Ghiordes Rugs (also spelled Giordes) – The famous rugs of Ghiordes captured the hearts of European collectors in the 1700’s. Early Ghiordes prayer rugs are among the most iconic of their type in Anatolia and the surrounding area. They traditionally feature angular prayer niches, highly decorative spandrels, architectural pillars and gorgeous monochromatic fields. These stunning rugs are typically made from the highest quality wool, which is placed over a hand-spun cotton foundation. This construction technique produces beautiful and extremely durable rugs.
Despite the popularity of Ghiordes prayer rugs among collectors, they only account for one-third of the area’s total carpet production. Ghiordes’ close proximity to Oushak has led to some comparisons between the two region’s larger room-sized rugs. While Ghiordes prayer rugs may have put the city on the map, exquisite room-sized carpets have contributed to its enduring popularity. The grand room-sized carpets of Ghiordes include a marvelous variety of angular medallions, graceful curvilinear arabesques and repeating motifs. In general, antique Turkish carpets from the area tend to favor botanical motifs and florals rather than the angular symbols that are depicted in some Turkish rugs and dominate carpets from the Caucasus.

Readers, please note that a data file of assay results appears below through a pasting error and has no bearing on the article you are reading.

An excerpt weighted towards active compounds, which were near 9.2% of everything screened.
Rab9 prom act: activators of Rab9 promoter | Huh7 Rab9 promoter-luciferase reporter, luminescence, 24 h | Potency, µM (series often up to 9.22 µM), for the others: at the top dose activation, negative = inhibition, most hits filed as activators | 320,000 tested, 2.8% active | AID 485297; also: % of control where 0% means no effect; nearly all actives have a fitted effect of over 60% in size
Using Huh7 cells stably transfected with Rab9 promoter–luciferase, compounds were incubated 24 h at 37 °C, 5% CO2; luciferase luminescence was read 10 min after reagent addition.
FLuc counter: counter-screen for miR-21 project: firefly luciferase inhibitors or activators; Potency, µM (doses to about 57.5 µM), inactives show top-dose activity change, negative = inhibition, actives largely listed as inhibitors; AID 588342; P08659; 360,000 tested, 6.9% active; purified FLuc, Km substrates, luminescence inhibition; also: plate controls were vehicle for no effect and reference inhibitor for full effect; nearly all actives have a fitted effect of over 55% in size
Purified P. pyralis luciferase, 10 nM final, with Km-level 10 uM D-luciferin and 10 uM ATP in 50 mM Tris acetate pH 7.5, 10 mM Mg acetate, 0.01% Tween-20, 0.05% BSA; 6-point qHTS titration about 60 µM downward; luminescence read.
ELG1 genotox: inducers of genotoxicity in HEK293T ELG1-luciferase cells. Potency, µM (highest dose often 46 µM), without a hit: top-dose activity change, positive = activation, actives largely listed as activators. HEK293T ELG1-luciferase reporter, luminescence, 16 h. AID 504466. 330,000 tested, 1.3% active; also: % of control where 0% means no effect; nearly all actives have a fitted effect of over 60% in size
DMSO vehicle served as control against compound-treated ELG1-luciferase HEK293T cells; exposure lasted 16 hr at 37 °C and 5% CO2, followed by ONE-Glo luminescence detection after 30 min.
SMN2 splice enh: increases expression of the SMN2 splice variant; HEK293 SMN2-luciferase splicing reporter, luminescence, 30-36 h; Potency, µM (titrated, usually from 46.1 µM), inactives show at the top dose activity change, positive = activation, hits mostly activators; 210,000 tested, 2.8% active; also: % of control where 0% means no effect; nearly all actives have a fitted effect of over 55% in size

Strong colors, vibrant red backgrounds and soft pastels reminiscent of Oushak rugs are featured prominently in larger area rugs and Ghiordes’ highly prized room-sized carpets. The quality and beauty of these elegant Turkish rugs rivals those produced in Persia’s top weaving centers. Both the classic style and the rich colors of antique Ghiordes rugs have earned them a place in modern interiors and in the best collections.
Ghiordes rugs from Northwest Turkey have a long and distinguished history. These Turkish rugs are known especially for high quality prayer rugs of early date with exceptionally precise, fine drawing and delicate coloration. Later Ghiordes production focused as well on room-sized rugs. The latter antique rugs are closely related to Oushaks in design and coloration, although some retain the fine drawing and design of the early Ghiordes prayer rugs.